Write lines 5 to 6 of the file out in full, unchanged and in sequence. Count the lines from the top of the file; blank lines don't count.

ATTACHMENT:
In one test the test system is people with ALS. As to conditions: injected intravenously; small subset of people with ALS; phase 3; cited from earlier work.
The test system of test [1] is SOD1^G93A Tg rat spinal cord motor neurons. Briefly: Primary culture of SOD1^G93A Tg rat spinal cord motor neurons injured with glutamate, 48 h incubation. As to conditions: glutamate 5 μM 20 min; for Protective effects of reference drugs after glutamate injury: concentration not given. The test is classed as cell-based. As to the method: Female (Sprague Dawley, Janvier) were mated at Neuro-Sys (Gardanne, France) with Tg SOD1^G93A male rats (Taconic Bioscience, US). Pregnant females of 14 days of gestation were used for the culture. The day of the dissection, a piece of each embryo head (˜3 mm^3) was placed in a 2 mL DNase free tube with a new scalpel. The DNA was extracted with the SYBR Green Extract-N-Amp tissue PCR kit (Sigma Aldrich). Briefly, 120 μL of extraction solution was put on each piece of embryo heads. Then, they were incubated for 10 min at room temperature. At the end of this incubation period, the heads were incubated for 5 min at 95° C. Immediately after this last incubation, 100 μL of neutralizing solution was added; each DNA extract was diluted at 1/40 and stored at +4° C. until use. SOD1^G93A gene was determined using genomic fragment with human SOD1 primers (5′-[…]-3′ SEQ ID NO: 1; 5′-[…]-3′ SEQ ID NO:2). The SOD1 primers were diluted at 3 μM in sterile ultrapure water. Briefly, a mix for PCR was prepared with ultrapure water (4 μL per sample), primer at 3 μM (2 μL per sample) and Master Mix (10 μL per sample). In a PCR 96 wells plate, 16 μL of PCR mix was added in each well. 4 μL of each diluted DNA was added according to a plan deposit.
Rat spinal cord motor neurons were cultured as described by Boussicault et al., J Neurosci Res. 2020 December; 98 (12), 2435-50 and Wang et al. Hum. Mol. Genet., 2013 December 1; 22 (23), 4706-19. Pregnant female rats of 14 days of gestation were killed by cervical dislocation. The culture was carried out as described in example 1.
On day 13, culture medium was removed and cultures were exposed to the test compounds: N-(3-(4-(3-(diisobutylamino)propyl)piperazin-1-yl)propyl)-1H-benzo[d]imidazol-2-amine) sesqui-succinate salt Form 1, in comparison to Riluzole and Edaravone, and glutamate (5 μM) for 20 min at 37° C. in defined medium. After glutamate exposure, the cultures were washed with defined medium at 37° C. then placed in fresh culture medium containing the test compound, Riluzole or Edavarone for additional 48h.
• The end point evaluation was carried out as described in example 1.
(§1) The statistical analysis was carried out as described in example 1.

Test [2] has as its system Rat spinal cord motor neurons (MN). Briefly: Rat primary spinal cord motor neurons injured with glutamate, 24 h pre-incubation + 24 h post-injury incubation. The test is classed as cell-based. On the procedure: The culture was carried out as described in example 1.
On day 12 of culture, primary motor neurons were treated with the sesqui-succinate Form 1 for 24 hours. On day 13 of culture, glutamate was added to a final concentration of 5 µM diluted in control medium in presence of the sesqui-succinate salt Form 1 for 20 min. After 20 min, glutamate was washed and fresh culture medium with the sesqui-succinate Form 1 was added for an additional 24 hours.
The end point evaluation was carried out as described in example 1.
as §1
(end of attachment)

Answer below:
• The end point evaluation was carried out as described in example 1.
(§1) The statistical analysis was carried out as described in example 1.